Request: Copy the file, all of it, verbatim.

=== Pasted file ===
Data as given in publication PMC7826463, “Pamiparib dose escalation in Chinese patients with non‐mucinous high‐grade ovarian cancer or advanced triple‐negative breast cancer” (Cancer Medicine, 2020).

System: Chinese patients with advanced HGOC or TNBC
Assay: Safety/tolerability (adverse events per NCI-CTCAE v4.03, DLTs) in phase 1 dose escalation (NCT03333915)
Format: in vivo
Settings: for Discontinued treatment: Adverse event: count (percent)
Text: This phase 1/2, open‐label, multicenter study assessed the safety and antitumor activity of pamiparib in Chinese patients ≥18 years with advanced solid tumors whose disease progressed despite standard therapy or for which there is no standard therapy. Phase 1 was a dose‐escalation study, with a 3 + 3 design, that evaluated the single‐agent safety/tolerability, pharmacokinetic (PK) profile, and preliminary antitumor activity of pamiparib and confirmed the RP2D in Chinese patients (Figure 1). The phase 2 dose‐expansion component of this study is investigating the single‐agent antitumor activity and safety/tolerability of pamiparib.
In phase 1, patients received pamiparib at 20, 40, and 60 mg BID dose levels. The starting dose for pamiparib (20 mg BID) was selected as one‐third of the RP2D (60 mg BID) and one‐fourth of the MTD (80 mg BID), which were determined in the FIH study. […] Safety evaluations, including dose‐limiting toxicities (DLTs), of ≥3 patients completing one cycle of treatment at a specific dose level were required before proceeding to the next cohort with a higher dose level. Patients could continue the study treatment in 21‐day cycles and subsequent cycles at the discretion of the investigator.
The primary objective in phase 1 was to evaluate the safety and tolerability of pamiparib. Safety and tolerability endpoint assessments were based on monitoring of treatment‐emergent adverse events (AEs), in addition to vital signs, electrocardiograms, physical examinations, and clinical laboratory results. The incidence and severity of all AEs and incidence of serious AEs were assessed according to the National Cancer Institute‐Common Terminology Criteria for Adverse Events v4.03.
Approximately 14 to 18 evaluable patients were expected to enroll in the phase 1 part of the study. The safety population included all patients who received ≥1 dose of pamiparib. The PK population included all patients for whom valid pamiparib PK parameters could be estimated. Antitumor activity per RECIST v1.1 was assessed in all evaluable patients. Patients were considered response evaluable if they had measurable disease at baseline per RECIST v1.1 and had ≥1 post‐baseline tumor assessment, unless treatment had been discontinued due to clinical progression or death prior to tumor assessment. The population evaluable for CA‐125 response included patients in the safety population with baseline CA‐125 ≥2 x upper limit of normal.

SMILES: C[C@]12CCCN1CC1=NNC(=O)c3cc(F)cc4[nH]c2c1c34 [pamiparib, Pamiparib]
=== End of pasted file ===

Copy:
Data as given in publication PMC7826463, “Pamiparib dose escalation in Chinese patients with non‐mucinous high‐grade ovarian cancer or advanced triple‐negative breast cancer” (Cancer Medicine, 2020).

System: Chinese patients with advanced HGOC or TNBC
Assay: Safety/tolerability (adverse events per NCI-CTCAE v4.03, DLTs) in phase 1 dose escalation (NCT03333915)
Format: in vivo
Settings: for Discontinued treatment: Adverse event: count (percent)
Text: This phase 1/2, open‐label, multicenter study assessed the safety and antitumor activity of pamiparib in Chinese patients ≥18 years with advanced solid tumors whose disease progressed despite standard therapy or for which there is no standard therapy. Phase 1 was a dose‐escalation study, with a 3 + 3 design, that evaluated the single‐agent safety/tolerability, pharmacokinetic (PK) profile, and preliminary antitumor activity of pamiparib and confirmed the RP2D in Chinese patients (Figure 1). The phase 2 dose‐expansion component of this study is investigating the single‐agent antitumor activity and safety/tolerability of pamiparib.
In phase 1, patients received pamiparib at 20, 40, and 60 mg BID dose levels. The starting dose for pamiparib (20 mg BID) was selected as one‐third of the RP2D (60 mg BID) and one‐fourth of the MTD (80 mg BID), which were determined in the FIH study. […] Safety evaluations, including dose‐limiting toxicities (DLTs), of ≥3 patients completing one cycle of treatment at a specific dose level were required before proceeding to the next cohort with a higher dose level. Patients could continue the study treatment in 21‐day cycles and subsequent cycles at the discretion of the investigator.
The primary objective in phase 1 was to evaluate the safety and tolerability of pamiparib. Safety and tolerability endpoint assessments were based on monitoring of treatment‐emergent adverse events (AEs), in addition to vital signs, electrocardiograms, physical examinations, and clinical laboratory results. The incidence and severity of all AEs and incidence of serious AEs were assessed according to the National Cancer Institute‐Common Terminology Criteria for Adverse Events v4.03.
Approximately 14 to 18 evaluable patients were expected to enroll in the phase 1 part of the study. The safety population included all patients who received ≥1 dose of pamiparib. The PK population included all patients for whom valid pamiparib PK parameters could be estimated. Antitumor activity per RECIST v1.1 was assessed in all evaluable patients. Patients were considered response evaluable if they had measurable disease at baseline per RECIST v1.1 and had ≥1 post‐baseline tumor assessment, unless treatment had been discontinued due to clinical progression or death prior to tumor assessment. The population evaluable for CA‐125 response included patients in the safety population with baseline CA‐125 ≥2 x upper limit of normal.

SMILES: C[C@]12CCCN1CC1=NNC(=O)c3cc(F)cc4[nH]c2c1c34 [pamiparib, Pamiparib]